One of my recurring dreams is that I'm at an art exhibition with no clothes on and a crowd is gathering in front of me waiting to hear what I think about the work on show.
I'm struck dumb and the crowd starts to point and laugh. No, wait, that is real -
Welcome to my Dreamland.
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Zoe Beloff grew up in Edinburgh and studied at Edinburgh College of Art before moving to New York, where she has lived and worked since 1980. Before I paid a visit to her first solo exhibition in her native land, I spent a few hours browsing online, watching strange little videos on her website purporting to be "dream films" made by the Coney Island Amateur Psychoanalysts, a society of which she claims to be archivist and last surviving member.
This was one of these exhibitions, I decided, that has to be seen to be believed/understood. Even the exhibition's title, A History Of Dreams Remains To Be Written – a quote by early-20th-century German cultural commentator Walter Benjamin, about the status of dreams as a product of social and cultural environments – belongs to a nether world in which nothing is as it appears. One of the panels here states that Beloff "considers herself a medium, an interface between the living and the dead, the real and the imaginary".
For this exhibition, the Talbot Rice Gallery has been transformed into Dreamland, a Freudian funfair complete with a discombobulating House of Mirrors, a projection booth showing a selection of "dream films" and a scale model of an unrealised theme park inspired by Sigmund Freud's visit to Coney Island in 1909. We are led to believe that Freud's visit had a significant impact on a small section of New York society, prompting the formation of the Coney Island Amateur Psychoanalysts, a group based in Brooklyn in the early days of the 20th century who got their kicks by exploring the nether world of our subconscious.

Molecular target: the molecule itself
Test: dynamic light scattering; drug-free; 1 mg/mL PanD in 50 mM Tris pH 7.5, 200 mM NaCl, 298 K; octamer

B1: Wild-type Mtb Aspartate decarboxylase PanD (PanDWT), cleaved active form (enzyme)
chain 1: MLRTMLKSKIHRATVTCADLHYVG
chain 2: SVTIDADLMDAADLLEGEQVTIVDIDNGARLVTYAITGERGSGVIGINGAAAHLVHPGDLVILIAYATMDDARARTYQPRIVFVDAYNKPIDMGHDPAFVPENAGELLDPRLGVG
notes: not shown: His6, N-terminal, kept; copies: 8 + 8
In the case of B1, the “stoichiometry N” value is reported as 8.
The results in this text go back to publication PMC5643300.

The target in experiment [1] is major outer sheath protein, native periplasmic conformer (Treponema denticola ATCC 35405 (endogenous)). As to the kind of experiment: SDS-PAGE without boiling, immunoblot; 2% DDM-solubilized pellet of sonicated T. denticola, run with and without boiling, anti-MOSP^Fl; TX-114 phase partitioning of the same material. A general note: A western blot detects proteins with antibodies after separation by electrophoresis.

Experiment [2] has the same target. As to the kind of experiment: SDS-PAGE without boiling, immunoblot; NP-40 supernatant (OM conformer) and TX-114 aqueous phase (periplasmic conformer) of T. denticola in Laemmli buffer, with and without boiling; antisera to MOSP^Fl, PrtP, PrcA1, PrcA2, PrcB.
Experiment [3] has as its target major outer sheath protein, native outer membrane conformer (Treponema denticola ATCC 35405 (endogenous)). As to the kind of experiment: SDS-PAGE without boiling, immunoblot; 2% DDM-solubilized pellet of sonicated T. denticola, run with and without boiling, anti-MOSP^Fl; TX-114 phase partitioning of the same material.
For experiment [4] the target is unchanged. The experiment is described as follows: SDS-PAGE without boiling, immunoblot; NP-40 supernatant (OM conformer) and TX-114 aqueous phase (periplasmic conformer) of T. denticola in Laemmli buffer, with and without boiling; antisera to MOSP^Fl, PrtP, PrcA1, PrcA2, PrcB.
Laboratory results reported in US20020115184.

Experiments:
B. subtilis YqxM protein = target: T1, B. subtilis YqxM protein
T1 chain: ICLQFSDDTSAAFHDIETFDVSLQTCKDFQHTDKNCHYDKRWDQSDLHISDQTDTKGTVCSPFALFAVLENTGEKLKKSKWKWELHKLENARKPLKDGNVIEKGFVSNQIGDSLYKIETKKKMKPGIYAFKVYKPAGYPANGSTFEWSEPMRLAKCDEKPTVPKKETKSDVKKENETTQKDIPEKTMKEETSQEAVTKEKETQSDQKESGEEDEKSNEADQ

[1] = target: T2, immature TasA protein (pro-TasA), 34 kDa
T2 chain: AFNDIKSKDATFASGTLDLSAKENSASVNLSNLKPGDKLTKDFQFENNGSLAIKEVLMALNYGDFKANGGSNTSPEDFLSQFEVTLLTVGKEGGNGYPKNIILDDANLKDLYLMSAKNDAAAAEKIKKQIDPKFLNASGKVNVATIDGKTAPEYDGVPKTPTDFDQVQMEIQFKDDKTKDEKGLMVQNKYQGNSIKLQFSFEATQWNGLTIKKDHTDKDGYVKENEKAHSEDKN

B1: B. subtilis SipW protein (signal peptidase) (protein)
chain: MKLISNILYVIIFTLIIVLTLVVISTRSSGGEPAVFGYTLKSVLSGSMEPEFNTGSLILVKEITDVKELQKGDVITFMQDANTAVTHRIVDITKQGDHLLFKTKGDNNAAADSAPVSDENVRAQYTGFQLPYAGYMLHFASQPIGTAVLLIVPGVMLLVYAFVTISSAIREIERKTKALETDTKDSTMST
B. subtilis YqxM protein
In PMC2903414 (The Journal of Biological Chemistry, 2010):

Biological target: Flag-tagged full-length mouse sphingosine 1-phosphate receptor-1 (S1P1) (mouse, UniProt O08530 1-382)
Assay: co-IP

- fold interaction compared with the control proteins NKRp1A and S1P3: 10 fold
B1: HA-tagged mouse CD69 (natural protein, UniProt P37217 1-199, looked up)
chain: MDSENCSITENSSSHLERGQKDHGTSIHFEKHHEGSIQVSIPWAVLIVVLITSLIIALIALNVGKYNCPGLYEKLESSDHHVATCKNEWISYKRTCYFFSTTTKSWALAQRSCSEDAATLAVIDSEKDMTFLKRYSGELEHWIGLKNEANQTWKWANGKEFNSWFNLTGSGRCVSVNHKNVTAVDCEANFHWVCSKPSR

Beloff views her role in this world as archivist-in-chief. Since 2009, she has used it as a means by which to explore the unconscious by mapping one of the world's most famous amusement parks. Coney Island was best known as a holiday resort. It included Dreamland, the world's first enclosed amusement park, which was a seamless mix of family entertainment and lurid fantasies, not to mention clandestine sexual activity.
Working with a wide range of media, including film, installation, drawing and found objects, Beloff consciously allows the boundaries between historical fact and creative interpretation to blur, leaving the viewer to reflect upon what really happened and what might have been...
In the Upper Gallery, The Days Of The Commune, a new video work, is being shown for the first time alongside the props Beloff used to make it. Following the Occupy Wall Street protests in New York in late 2011, the artist restaged a play written by Bertolt Brecht about the Fourth French Revolution that took place in Paris in 1871. Using a cast of actors from diverse backgrounds, armed with handmade props, her re-enactment links two revolutionary movements, encouraging us to think about the role of the "everyman" in our hopes for a fairer world.
Beloff has acknowledged the profound influence of her family in her work. She has stated that the "character" of Albert Grass, leader of the Coney Island Amateur Psychoanalysts, is a homage to the Jews of her grandparents' generation, "working people who believed in social justice and the idea that on a personal level it was possible to change the world. I tell people who ask about him, that he [Grass] and I 'are as one'."
Beloff's interest in psychology and psychic phenomenon is bred in the bone as her parents, John and Halla Beloff, were both leading psychologists – although, interestingly, not Freudians. Her father, who died in 2006, was Britain's preeminent parapsychologist and a key player in setting up the University of Edinburgh's chair of parapsychology, thanks to a bequest set up for the purpose by his friend, Arthur Koestler.
The constructed societies John Beloff's daughter has created in this double-sided exhibition, based at the university in which he spent more than 40 years, have a curiously controlled feeling to them. She has overseen every aspect of their creation, drawing, filming, painting and remaking an alternative universe that is part freak show and part utopia – somewhere we can't help but feel a part of, even if we don't want to be in it.
Zoe Beloff: A History Of Dreams Remains To Be Written is at Talbot Rice Gallery, Old College, Edinburgh until February 16. 0131 650 2210, www.trg.ed.ac.uk